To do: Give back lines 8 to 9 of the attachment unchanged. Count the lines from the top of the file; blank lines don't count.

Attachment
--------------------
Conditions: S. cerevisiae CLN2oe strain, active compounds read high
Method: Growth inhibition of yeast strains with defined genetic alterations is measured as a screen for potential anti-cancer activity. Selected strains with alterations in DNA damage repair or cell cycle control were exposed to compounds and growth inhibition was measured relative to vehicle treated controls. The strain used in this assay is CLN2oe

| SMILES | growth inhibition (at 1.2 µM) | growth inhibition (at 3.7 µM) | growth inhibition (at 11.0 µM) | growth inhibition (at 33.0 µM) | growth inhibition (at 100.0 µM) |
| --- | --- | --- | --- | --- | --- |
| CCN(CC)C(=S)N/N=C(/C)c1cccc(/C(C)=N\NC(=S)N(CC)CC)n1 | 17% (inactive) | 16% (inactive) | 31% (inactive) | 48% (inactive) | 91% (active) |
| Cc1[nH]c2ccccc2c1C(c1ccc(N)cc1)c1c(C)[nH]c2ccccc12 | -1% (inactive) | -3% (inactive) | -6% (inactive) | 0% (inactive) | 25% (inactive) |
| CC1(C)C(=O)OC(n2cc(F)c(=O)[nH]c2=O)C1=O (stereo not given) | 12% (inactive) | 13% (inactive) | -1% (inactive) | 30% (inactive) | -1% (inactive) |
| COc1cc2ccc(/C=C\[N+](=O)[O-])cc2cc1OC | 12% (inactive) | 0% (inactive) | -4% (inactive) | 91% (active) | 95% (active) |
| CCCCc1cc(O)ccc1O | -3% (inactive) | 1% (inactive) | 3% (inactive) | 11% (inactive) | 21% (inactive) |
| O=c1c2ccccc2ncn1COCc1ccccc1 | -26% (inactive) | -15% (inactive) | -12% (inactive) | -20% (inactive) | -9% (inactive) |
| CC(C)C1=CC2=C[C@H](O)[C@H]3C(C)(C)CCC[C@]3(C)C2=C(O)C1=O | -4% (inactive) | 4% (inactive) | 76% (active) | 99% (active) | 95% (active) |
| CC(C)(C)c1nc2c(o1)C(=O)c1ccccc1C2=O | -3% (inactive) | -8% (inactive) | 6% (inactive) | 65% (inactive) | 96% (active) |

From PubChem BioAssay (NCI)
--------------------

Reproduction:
| COc1cc2ccc(/C=C\[N+](=O)[O-])cc2cc1OC | 12% (inactive) | 0% (inactive) | -4% (inactive) | 91% (active) | 95% (active) |
| CCCCc1cc(O)ccc1O | -3% (inactive) | 1% (inactive) | 3% (inactive) | 11% (inactive) | 21% (inactive) |